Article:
Affluent investors stampeded to convert IRAs to Roth IRAs last year, particularly at the end of 2010.
Last year marked the first time that taxpayers earning more than $100,000 annually could convert to Roth IRAs, which allow tax-free withdrawals. Regular IRAs and 401(k) plans, on the other hand, require investors to pay taxes when the money is withdrawn.
Bank of America and The Vanguard Group Inc. reported a dramatic surge in the numbers of clients swapping their traditional individual retirement account to a Roth IRA.
Still, there’s a cost to converting to a Roth: Plan participants have to pay income tax on the amount that’s being converted.
In all of 2010, Bank of America executed more than 56,000 conversions for clients, moving about $3.8 billion in assets to Roth IRAs.
A lot of the activity took place during December, when about 14,500 accounts were converted to Roth IRAs. That accounted for about 26% of all 2010 conversions and $1.4 billion in total conversion assets.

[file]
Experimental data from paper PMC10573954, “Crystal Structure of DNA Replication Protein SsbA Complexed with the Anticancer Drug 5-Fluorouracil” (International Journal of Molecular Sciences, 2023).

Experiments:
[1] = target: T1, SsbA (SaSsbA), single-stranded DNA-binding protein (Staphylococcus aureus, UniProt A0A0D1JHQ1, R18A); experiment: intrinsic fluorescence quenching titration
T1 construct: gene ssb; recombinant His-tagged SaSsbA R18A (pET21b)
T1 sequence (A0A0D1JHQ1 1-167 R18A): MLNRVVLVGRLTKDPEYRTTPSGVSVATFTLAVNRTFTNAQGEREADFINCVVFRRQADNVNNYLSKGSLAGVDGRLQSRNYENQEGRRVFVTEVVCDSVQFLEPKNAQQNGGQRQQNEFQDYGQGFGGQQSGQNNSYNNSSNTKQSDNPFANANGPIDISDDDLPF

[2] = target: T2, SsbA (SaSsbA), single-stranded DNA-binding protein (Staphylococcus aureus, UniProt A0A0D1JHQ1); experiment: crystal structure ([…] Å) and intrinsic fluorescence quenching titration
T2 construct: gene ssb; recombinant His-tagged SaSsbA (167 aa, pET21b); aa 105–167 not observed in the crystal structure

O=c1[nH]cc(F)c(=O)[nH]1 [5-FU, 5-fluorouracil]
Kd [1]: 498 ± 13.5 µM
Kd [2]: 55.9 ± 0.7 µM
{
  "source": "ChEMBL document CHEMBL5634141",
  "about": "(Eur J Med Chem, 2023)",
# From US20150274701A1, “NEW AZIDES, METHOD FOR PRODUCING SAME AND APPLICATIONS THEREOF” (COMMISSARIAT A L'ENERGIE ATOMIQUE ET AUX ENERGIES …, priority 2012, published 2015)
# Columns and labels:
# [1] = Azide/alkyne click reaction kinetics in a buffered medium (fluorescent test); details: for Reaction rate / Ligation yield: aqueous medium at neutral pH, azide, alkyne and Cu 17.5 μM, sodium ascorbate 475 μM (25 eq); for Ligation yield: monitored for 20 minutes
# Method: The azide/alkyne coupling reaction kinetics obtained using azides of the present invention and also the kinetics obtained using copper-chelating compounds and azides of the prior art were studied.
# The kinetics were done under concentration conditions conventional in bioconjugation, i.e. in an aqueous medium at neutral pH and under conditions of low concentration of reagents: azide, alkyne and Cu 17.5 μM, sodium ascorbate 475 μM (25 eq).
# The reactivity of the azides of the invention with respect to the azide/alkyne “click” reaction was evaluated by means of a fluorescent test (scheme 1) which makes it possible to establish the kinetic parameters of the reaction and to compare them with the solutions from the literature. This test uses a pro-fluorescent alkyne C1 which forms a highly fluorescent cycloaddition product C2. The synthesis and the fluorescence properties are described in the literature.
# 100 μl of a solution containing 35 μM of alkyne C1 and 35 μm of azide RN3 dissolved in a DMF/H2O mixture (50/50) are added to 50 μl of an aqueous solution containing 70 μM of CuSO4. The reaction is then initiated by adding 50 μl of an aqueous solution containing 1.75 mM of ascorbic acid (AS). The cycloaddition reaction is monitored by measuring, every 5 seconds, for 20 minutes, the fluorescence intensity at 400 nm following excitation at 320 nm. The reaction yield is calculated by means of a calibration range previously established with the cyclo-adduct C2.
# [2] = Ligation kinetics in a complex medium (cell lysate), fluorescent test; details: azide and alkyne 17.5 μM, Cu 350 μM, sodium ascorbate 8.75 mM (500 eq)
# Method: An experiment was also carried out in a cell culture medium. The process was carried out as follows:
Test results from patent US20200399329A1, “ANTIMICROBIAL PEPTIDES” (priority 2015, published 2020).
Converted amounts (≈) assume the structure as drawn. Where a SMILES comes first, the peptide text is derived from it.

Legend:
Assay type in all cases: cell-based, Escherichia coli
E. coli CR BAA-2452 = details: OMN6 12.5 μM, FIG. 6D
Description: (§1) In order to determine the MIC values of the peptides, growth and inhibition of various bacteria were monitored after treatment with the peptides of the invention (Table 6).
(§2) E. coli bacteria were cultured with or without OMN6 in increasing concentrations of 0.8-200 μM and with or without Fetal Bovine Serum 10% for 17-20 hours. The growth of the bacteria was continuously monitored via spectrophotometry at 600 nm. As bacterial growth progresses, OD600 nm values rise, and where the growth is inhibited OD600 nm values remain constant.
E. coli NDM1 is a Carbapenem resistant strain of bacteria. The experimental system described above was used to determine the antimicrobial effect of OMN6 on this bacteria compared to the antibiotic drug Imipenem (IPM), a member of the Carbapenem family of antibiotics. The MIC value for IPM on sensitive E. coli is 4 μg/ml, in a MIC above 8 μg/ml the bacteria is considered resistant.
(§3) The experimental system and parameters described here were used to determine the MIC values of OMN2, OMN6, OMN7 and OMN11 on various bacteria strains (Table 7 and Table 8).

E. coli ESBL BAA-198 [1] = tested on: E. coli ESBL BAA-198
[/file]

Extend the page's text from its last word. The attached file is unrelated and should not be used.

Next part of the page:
Vanguard reported similar activity. The company performed more than 230,000 Roth conversions last year, up 530% from 2009, with most of the transactions —33%— concentrated in December.
Investors’ wait-and-see approach toward tax rates, as well as procrastination, are likely behind the pickup in year end activity.
“You have some people who put it off because they didn’t get around to it,” said Mitch Drossman, national director of wealth planning strategies at U.S. Trust. “Others wanted to see what the tax picture would look like.”
Early birds also accounted for many of the Roth conversions, albeit not as many as the last-minute converters. Vanguard said 15% of its 2010 activity take place in January, while Bank of America converted some $387 million in assets in January, second only to December.
“It makes most sense at the beginning of the year: There’s a greater window of time to see if you made the right decision,” said Mr. Drossman. “I put it as one of the items on the to-do list for the start of the year.”